updated 03/25/2002 AT 01:00 AM EST
•originally published 03/25/2002 AT 01:00 AM EST
During three weeks of testimony, the defense attempted to portray Yates as psychotic, pointing to the fact that she had twice attempted suicide and had been hospitalized four times for her mental problems in the two years before the killings. The rejection of this defense was a crushing blow to Yates's supporters, many of them feminists who saw her as a troubled mother being unfairly persecuted. "This whole trial has been a travesty," says Deborah Bell, president of Texas National Organization for Women.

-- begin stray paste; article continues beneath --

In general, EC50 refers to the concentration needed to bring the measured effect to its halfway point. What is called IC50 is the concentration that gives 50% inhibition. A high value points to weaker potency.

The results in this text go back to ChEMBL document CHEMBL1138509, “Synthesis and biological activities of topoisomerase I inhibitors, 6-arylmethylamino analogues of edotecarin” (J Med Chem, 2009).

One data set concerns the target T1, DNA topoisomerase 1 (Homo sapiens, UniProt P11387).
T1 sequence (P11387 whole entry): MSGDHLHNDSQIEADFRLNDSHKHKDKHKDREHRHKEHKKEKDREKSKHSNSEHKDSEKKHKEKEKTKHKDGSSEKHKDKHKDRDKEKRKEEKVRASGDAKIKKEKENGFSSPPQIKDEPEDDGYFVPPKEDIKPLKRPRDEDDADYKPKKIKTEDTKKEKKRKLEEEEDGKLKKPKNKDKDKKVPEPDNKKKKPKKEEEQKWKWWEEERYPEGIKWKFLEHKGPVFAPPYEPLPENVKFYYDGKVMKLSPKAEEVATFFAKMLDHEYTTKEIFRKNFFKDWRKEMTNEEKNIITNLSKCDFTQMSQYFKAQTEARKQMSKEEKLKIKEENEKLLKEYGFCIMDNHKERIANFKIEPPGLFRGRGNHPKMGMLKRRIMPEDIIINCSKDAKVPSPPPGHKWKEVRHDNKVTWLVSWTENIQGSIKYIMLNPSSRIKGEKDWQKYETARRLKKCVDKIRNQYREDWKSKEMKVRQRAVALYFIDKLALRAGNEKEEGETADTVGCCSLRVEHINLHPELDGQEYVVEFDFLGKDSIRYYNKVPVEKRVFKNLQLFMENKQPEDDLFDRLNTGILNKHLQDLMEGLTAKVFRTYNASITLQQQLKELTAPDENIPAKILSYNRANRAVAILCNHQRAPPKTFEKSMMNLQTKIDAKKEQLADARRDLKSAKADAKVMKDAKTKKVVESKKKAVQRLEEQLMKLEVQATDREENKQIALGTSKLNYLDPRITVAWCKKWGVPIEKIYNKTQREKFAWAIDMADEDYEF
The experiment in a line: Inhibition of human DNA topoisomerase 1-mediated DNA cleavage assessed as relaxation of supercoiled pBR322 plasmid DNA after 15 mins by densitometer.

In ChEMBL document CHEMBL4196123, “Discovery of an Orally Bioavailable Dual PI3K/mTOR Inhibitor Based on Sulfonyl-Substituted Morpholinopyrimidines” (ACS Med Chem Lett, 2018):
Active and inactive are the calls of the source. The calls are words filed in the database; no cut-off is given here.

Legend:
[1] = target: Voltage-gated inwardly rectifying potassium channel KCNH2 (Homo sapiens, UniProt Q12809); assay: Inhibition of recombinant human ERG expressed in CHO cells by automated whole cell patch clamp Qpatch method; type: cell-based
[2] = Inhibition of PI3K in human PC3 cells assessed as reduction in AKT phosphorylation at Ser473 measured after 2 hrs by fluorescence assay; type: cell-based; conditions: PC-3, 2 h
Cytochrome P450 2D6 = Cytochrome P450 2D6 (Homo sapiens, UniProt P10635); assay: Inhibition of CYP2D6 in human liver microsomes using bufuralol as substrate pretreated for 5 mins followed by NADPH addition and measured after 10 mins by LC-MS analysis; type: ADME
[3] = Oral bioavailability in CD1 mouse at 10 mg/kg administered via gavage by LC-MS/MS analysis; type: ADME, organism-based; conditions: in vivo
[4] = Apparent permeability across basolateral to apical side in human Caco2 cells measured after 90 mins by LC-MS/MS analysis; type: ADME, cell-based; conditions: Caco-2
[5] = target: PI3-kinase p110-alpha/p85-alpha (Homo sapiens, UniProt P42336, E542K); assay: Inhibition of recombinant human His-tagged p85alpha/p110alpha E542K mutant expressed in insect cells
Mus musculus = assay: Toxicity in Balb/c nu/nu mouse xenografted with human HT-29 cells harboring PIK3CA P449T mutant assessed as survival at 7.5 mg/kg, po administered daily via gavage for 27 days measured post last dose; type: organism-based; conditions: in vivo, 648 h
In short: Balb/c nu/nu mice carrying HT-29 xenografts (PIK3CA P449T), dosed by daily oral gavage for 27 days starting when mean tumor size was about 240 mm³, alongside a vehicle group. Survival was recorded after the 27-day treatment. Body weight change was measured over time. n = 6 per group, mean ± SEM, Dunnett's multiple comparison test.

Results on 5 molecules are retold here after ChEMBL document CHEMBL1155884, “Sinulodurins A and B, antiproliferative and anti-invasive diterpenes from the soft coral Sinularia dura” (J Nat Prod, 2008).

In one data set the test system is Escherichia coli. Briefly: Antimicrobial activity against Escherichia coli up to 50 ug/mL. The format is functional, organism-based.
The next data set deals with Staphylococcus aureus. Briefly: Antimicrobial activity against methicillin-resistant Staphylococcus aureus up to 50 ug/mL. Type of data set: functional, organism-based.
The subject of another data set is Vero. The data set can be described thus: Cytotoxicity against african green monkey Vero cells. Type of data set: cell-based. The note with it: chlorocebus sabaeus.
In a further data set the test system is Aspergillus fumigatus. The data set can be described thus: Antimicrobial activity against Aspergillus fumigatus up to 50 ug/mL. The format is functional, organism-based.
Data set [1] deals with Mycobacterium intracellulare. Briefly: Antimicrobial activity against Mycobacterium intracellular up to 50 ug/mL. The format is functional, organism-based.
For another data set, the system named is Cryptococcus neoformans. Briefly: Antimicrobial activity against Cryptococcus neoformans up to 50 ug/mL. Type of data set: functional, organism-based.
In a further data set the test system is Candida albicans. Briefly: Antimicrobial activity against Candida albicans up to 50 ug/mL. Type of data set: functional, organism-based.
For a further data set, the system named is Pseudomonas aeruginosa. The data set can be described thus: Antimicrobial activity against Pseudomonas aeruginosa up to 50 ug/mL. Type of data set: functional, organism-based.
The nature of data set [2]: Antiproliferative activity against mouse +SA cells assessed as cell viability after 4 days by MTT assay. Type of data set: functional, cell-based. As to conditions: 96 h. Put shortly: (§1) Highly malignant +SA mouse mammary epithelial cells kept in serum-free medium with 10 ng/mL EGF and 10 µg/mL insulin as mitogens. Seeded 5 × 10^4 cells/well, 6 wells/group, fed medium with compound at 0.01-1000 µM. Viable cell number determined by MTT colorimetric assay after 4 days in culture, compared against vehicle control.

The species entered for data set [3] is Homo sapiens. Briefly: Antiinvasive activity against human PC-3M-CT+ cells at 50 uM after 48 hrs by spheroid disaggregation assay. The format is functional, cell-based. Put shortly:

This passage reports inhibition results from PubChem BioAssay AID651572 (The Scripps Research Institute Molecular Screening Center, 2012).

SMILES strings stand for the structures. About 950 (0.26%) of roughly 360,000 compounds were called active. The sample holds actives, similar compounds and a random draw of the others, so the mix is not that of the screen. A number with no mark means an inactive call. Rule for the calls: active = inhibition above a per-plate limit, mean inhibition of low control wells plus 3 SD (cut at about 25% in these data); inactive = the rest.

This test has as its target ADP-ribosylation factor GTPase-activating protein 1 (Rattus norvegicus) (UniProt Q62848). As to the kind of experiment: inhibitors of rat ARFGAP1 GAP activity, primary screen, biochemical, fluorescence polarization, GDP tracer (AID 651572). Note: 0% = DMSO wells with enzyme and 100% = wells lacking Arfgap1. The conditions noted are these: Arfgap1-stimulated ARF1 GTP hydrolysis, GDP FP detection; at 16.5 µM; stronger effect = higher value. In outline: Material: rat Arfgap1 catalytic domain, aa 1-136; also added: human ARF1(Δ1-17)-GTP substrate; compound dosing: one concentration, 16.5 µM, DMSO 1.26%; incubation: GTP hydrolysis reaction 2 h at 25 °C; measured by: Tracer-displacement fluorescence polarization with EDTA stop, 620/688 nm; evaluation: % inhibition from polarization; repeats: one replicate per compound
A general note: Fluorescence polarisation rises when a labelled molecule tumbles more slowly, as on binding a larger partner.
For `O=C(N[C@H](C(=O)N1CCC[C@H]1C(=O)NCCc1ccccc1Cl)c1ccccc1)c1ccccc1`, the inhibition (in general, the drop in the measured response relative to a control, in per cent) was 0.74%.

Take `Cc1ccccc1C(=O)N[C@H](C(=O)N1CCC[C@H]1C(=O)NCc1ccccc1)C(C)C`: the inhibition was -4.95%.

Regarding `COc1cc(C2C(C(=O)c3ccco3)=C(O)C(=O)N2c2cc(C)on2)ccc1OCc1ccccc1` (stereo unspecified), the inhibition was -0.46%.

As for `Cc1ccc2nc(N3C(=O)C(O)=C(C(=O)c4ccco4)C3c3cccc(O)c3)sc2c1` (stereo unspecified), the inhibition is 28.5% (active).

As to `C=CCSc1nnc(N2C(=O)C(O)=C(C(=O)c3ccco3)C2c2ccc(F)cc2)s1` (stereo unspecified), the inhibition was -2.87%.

Prosecutors didn't deny that Yates was disturbed. But they argued that she knew right from wrong, the only standard of sanity under Texas law, and that she was motivated by a desire to free herself from the crushing burdens of her family life, which included husband Rusty, whom the prosecutors depicted as intensely controlling. As evidence of her being aware of the consequences of her actions, they pointed to the fact that she had waited until Rusty had gone to work before drowning the kids, who ranged in age from 7 months to 7 years. As prosecutor Kaylynn Williford put it in her closing argument: "She made the choice to fill the tub. She made the choice to kill these children."